Maddie Hannah's got great taste.
The eight-year-old earned the title of "super-taster" after triumphing at a jellybean science experiment, hosted at the New Zealand International Science Festival in Dunedin.
Maddie was fitted with a blindfold and a nose clamp by Helen Waddell and Rosalind Cook from the University of Otago's Department of Physiology and asked to pick the flavour of a jellybean.
Ms Waddell, a research assistant, said the point of the test was to explain olfaction — or how special cells in our nasal cavities allow us to taste and smell.
Eighty per cent of our flavour perception can be attributed to this process.
"So when you taste a flavour, your tongue is tasting very basic flavours like sweet, sour or bitter — but it's actually your nose that's going to be able to tell you whether it's banana or apple."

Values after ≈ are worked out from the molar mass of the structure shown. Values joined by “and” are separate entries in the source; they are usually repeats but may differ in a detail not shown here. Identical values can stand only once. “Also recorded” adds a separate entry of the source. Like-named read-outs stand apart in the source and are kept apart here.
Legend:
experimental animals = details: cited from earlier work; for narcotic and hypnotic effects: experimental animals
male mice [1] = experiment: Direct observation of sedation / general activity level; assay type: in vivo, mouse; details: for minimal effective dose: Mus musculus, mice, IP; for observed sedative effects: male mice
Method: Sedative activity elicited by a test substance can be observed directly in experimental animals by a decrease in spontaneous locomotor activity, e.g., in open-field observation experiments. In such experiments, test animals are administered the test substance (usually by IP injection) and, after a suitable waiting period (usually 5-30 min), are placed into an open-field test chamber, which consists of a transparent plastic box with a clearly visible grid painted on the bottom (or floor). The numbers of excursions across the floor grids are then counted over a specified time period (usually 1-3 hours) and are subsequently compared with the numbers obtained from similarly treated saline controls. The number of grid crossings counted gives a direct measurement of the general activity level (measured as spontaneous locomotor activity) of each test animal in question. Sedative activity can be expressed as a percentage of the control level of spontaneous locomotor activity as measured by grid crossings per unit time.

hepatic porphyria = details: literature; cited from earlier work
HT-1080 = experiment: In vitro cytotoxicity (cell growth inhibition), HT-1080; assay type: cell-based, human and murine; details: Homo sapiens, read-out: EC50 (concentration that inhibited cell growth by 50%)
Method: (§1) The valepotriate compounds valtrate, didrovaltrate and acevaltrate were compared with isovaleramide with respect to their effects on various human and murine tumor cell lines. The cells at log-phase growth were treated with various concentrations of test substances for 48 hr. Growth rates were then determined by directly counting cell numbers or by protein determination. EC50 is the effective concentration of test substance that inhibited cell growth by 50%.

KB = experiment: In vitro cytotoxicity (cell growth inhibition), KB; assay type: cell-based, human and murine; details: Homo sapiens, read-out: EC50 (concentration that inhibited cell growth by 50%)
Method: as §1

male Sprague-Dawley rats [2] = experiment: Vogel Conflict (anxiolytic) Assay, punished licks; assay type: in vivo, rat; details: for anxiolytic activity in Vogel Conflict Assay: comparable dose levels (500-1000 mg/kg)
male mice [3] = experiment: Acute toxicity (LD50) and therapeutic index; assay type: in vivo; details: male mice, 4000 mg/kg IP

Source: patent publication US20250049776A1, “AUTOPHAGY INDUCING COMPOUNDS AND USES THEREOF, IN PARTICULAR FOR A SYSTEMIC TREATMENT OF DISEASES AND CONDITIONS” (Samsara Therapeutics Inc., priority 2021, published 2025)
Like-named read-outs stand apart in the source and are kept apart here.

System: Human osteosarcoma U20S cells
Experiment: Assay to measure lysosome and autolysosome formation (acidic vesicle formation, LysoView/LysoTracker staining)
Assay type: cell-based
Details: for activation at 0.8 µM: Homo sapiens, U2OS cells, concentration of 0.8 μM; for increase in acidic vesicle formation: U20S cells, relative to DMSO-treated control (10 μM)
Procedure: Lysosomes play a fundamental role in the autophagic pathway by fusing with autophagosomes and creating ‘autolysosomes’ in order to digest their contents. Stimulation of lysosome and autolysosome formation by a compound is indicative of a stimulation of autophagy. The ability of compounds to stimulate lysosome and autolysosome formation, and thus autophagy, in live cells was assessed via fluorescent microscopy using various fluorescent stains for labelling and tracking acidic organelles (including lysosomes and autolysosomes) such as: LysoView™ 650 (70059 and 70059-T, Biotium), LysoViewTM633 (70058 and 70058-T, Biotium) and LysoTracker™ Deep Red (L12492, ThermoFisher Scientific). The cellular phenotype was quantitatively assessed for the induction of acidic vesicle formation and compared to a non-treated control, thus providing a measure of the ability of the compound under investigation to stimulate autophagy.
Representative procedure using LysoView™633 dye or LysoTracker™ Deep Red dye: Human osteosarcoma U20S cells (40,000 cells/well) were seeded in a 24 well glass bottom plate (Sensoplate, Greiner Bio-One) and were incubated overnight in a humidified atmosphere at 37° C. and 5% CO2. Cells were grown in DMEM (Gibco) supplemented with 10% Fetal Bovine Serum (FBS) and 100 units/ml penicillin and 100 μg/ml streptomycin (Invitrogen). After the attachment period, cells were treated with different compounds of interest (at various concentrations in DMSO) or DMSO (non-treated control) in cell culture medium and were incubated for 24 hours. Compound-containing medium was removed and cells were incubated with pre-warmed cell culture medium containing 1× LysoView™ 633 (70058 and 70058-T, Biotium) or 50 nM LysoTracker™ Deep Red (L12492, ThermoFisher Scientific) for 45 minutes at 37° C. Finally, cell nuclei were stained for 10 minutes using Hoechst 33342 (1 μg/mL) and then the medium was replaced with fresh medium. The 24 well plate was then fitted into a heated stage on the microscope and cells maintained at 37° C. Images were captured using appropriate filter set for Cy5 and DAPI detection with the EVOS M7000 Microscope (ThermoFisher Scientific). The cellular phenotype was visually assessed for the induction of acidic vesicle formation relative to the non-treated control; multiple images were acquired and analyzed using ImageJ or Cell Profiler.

While most visitors to the university's science expo failed to distinguish between the jellybean flavours until they unclamped their nostrils, Maddie managed to guess each one correctly.
"She's obviously pretty good at tasting," said impressed mum Amber Hannah.
This year's festival, featuring 120 events and a line-up of international speakers on everything from great white shark conservation to the science of whisky, runs until Sunday.